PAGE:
Without a doubt, the novel coronavirus has greatly affected the Senior Living industry. Operators continue to make heroic efforts to protect the most vulnerable segments of their population. Because global pandemics are likely to happen more often, the new norm in Senior Living will need to economically and operationally address the potential of a future health crisis. 

It will be essential for Senior Living operators to adopt careful planning, create adaptable communities, and incorporate systems and materials that address heightened healthcare needs. Here are three considerations for providers as we consider the future of Senior Living.

Gaurie Rodman

Director, Development Services

1. Understand the Desires of the Aging Population

While COVID-19 has created a negative perception of congregate senior care, Senior Living communities continue to be necessary and desired places for aging adults to live, work and play. In the future, it will be even more important to understand the needs of an aging population and the value proposition of seniors housing. Any precautions you take while planning for a pandemic will need to seamlessly fit into the changes you’re already planning for incoming residents.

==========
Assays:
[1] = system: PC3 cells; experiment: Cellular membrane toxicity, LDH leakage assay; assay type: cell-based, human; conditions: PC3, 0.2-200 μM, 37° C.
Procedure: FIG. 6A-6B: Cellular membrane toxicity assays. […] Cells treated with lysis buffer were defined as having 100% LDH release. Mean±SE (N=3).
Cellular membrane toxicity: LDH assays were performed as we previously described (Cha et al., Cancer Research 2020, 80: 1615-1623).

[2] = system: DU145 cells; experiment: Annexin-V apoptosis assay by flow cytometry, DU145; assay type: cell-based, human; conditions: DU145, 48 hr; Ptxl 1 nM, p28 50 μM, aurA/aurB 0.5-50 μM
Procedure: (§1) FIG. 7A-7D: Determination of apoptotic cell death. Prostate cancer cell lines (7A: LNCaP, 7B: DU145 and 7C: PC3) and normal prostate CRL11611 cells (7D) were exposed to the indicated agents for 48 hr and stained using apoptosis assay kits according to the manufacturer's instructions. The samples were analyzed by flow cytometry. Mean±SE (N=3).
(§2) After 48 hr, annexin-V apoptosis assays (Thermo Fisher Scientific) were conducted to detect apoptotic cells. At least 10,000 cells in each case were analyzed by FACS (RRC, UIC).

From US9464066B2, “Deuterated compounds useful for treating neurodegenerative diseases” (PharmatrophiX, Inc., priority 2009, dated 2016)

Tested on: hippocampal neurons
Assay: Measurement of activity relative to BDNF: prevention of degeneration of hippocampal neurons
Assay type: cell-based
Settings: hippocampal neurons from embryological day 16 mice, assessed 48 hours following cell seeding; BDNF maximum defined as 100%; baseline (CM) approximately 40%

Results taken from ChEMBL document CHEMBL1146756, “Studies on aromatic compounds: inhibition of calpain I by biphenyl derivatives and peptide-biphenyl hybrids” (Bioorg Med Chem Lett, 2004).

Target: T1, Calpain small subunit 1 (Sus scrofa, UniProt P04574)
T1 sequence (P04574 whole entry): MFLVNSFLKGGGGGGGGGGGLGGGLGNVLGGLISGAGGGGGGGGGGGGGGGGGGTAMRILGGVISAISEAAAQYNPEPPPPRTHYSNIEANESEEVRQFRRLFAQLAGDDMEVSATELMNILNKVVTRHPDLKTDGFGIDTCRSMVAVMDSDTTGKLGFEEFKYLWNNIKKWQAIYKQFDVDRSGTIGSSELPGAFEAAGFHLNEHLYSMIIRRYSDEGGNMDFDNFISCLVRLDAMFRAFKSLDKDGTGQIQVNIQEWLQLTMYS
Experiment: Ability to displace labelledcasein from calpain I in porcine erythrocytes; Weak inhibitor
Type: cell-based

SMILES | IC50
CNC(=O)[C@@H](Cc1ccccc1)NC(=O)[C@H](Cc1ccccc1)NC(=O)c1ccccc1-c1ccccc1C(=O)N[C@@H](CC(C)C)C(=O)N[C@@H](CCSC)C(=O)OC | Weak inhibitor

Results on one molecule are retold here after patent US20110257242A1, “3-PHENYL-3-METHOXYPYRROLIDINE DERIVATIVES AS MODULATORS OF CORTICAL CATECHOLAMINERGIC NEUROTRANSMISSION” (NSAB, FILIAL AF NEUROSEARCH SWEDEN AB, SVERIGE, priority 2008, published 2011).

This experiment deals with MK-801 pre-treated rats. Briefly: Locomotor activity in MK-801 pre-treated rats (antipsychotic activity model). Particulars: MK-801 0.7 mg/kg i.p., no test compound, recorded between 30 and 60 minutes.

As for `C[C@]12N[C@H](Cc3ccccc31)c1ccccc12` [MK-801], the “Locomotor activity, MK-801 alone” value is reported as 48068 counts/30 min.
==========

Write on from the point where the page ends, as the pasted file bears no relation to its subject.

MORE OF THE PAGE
The fundamentals that are driving transformation in Senior Living will remain true after the COVID-19 pandemic has passed. Five of these basic principles include: 

  • Seniors don’t aspire to live in senior housing
  • Prospective residents still desire independence and privacy
  • A senior’s financial situation may support congregate care instead of in-home care
  • The baby boomers will dictate trends in Senior Living design
  • New staff and resident technologies are transforming the industry 

Any pandemic plan will need to take these principles into account. Learn more about how these fundamentals will continue to shape the future of Senior Living.

​2. Design Healthy Senior Living Communities

One of the top trends in Senior Living design is creating healthy communities that enhance holistic well-being, including physical, mental and social. This new take on design will be critical to meet the needs and desires of residents, their loved ones and Senior Living operators. Designed correctly, smart communities will be able to adapt to both shifting consumer and staff needs as well as innovations in healthcare and technology.
Healthy communities begin with understanding the unique opportunities a location provides and how to connect the building to the broader community. A Senior Living community needs to become a cohesive part of its community fabric. This helps create opportunities for seniors to remain relevant and attract community engagement.

Next in the planning process is taking advantage of the building site to maximize opportunities to connect with the outdoors.

Examples of this include: 

  • Providing access to natural air 
  • Employing enhanced MEP (mechanical, electrical and plumbing) systems
  • Having the adaptability to meet unique situations, like COVID-19, within the building layout 

Inside a building, key design elements include: 

  • Thoughtful building configurations